The 2000 Census missed more than 73,000 Marylanders, including almost 17,000 people in Prince George's County and more than 11,000 in Baltimore, according to adjusted population figures reluctantly released yesterday by the U.S. Census Bureau.
The numbers suggest that the decennial count, on which much government funding is based, overlooked more than 1.1 million children nationwide - half of them black or Hispanic.
The data were part of a nationwide set of adjusted population estimates, released under a federal court order, that indicated more than 3.2 million Americans - about 1.2 percent of the population - were missed by the census takers almost three years ago.
The Census Bureau disowned the data yesterday. It warned that the estimates are so seriously flawed that the bureau would take no responsibility for their accuracy "for any purpose whatsoever." Bureau staff say they won't help interpret the figures.
The bureau has said subsequent research has found the actual undercounts may have been as small as .06 percent, or fewer than 200,000 people nationwide.
Democratic lawmakers who sued for access to the adjusted figures, called their release a victory.
"The new census data is essential to understanding how errors in the census affect funding for cities, counties and critical programs funded with federal dollars," said Rep. Henry A. Waxman, a California Democrat.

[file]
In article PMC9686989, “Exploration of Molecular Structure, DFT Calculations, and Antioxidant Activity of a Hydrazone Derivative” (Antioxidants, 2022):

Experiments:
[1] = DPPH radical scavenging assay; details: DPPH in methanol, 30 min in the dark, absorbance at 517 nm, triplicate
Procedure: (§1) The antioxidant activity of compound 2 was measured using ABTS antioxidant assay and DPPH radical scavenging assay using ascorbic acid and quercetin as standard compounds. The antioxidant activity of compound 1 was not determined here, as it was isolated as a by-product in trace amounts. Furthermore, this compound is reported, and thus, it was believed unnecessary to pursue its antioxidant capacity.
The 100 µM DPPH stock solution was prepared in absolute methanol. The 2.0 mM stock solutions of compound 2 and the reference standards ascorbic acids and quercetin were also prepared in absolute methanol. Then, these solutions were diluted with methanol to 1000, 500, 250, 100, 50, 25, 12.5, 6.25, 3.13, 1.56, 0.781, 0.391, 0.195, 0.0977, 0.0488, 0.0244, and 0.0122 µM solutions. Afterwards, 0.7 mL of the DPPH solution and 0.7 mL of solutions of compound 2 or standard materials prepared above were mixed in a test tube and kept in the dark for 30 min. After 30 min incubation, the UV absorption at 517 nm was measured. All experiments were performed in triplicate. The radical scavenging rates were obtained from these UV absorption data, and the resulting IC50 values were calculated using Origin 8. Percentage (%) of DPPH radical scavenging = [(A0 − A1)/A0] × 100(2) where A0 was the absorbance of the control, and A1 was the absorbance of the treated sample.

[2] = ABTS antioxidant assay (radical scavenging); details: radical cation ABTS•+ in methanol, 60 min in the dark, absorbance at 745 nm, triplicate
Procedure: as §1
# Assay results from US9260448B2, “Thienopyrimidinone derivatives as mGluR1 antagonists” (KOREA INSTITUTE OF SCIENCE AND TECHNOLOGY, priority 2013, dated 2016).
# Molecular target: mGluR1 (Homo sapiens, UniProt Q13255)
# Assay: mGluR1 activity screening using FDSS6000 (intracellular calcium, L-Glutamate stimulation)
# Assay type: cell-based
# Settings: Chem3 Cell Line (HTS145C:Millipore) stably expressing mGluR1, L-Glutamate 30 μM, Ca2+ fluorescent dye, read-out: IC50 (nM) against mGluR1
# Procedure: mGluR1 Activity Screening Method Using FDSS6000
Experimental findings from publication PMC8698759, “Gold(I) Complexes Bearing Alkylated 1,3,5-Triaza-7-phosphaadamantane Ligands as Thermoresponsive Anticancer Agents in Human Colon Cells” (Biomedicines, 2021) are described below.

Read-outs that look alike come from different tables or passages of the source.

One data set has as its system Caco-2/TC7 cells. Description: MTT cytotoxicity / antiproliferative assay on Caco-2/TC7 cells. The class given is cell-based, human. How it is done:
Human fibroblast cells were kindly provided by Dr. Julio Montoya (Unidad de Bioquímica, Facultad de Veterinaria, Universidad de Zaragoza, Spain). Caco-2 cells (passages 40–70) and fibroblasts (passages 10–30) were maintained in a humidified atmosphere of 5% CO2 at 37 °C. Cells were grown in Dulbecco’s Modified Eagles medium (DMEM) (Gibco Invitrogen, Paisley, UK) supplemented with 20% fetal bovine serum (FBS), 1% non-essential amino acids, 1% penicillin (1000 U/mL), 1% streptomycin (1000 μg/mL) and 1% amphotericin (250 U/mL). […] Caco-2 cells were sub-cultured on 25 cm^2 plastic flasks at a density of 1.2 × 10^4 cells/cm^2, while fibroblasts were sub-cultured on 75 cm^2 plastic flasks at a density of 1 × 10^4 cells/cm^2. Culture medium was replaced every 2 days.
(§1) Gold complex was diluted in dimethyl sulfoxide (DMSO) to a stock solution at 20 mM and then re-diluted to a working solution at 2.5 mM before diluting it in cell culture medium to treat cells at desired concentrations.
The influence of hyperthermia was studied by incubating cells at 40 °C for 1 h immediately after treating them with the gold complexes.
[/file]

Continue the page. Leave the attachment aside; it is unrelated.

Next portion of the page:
About one-third of the 73,376 people missed by the count in Maryland were children and 47 percent - almost 34,000 - were black.
In Baltimore, the official count missed 11,527 people, or about 1.8 percent of the population, according to the new data.
"That doesn't surprise me," said Kristin Forsyth, spokeswoman for the Maryland Department of Planning. "Historically, cities have had a greater percentage undercount than other jurisdictions."
But it was Prince George's County, the state's only majority-black county, that showed the largest undercount in Maryland, with 16,927 people overlooked, or about 2.1 percent.
Montgomery County (11,119 people missed) and Baltimore County (9,264) were close behind Baltimore City.
It is difficult to calculate exactly how much money an increase in population might generate from population-driven aid formulas.
Baltimore officials have estimated that an additional 10,000 people could mean up to $5 million in additional aid. The true benefit, however, would depend on the money available and relative population changes elsewhere.
Mayor Martin O'Malley said yesterday, "We felt pretty strongly that that the official numbers from the  Census count undercounted us. We felt it hurt us in terms of the federal aid that should be coming to the city."
He expressed hope that the adjusted numbers would "promote debate in the halls of Congress as to how we arrive at a truer and fairer formula for federal funding."
Politicians, especially Democrats, have perennially squabbled over the accuracy of the census count. The numbers are used to allocate representation in the House of Representatives, to redraw federal, state and local legislative district lines, and to distribute $185 billion a year in federal aid.